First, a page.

From radio and television broadcaster to ukulele star and entertainer, Arthur Godfrey was also known for his impromptu jam sessions with his baritone uke in hand. He set the stage for shows like America’s Got Talent and American Idol with Godfrey’s Talent Scouts in the 1950s, a prime time show that focused on finding rising stars and performers. He would regularly burst into spontaneous performance with his ukulele during the shows. His induction into the Ukulele Hall of Fame cited him as initiating “the second great wave of ukulele popularity in the United States.”
Daniel Ho doesn’t slow down. He’s produced over 50 albums, recorded 18 solo albums and even won some Grammy awards along the way. Known for specializing in slack-key guitar, ukulele, and piano, he is also a prolific songwriter and an expert in traditional Hawaiian standards. Ho has performed with the Honolulu Symphony and offered many guest lectures at Stanford University. If you’re a Russell Brand fan, you may recognize him (or perhaps were even serenaded by him) in the film Forgetting Sarah Marshall.
Cliff ‘Ukulele Ike’ Edwards
Nicknamed “Ukulele Ike,” Cliff Edwards’ popularity hit its apex in the 1920s and 1930s. He specialized in jazz-influenced covers of pop standards. He appeared on recordings as well as in movies, and hit the ground running at the start of his career performing alongside Fred and Adele Astaire in Lady Be Good in 1924. You can thank Edwards’ for the 1929 hit “Singin’ in the Rain,” and he also graced the silver screen with his voice as Jiminy Cricket in Disney’s Pinocchio in 1940, famously singing “When You Wish Upon a Star.”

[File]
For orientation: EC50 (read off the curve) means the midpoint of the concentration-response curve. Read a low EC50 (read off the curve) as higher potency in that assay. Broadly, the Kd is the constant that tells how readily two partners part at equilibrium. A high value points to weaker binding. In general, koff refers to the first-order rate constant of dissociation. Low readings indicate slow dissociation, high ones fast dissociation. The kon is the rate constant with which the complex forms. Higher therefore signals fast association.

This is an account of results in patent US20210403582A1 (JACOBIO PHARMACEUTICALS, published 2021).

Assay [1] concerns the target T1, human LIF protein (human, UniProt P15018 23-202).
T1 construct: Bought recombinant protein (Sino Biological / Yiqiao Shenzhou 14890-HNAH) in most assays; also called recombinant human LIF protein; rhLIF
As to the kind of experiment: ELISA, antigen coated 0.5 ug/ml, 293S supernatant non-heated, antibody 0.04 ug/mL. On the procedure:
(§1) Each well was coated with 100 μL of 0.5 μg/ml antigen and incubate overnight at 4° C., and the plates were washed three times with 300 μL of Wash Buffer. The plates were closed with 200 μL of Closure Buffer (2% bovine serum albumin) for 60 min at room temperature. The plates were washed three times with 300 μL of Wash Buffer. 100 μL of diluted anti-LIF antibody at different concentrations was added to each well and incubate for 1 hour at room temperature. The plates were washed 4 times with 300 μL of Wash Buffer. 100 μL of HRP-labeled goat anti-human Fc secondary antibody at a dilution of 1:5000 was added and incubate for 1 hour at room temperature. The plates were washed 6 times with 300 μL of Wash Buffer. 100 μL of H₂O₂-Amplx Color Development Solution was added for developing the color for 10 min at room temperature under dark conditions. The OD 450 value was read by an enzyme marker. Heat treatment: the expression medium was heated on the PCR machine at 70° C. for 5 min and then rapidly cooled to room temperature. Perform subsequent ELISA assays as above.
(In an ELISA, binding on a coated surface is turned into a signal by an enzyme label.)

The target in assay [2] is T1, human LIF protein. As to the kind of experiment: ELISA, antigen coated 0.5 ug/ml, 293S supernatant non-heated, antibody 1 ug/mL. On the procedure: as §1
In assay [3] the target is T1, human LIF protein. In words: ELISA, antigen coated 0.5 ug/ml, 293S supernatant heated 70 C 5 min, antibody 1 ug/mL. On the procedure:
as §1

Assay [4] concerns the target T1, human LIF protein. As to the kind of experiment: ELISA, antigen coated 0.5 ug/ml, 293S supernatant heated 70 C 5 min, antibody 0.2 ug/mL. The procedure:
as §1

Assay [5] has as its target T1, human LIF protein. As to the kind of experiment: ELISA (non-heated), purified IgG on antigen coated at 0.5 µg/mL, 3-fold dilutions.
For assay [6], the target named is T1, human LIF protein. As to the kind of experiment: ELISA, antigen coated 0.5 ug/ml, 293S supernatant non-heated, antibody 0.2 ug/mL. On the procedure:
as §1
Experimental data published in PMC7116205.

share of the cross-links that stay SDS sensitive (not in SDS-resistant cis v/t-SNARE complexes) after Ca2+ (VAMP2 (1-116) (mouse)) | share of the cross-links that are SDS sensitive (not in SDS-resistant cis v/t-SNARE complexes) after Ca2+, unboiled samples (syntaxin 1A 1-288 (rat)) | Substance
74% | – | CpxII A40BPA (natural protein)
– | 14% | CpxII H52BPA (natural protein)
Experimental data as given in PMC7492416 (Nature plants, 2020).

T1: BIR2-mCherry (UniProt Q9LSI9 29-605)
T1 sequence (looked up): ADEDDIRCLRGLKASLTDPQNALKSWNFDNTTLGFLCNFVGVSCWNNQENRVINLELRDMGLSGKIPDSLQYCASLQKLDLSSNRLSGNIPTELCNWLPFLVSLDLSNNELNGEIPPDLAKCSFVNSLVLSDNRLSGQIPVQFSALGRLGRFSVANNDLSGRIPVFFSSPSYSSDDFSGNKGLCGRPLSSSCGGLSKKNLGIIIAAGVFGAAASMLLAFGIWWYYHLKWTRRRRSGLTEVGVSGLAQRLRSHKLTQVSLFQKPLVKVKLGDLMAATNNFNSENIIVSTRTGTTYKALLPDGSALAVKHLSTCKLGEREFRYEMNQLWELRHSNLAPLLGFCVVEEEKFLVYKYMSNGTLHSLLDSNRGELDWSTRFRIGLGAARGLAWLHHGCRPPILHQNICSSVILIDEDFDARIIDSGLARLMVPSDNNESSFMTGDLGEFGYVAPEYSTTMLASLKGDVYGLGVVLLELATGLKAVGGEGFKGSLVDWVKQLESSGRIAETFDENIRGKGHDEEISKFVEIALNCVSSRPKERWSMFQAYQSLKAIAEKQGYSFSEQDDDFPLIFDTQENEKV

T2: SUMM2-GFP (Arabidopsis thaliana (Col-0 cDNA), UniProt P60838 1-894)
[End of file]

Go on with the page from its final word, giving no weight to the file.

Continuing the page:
‘Aunty’ Genoa Keawe
A true icon in Hawaiian music, “Aunty” Genoa Keawe was a fixture on the scene for more than 60 years with her uke in hand. Keawe is known for her performances of Hawaiian standards and hapa haole tunes (with lyrics in English or English and Hawaiian), and recording many popular albums. She was awarded a National Heritage Fellowship by the National Endowment for the Arts in 2000 and was a tireless advocate for preserving and perpetuating Hawaiian music and culture until her death in 2008 at age 89.
Bonus Picks: Did you know that some of your favorite mainstream artists also strum on the ukulele? We’re talking the greats like George Harrison of The Beatles, Taylor Swift, Eddie Vedder, and even Joni Mitchell!
From the Ukulele store: The Ukulele – A Visual History traces the ukes evolution with colorful whimsy. Meet some of the world’s greatest ukulele players through profiles, photos, and more, with color photos showing more than 100 exquisite and unique ukes, vintage catalog illustrations, and witty ads that capture the craze of the 1920s and ’30s.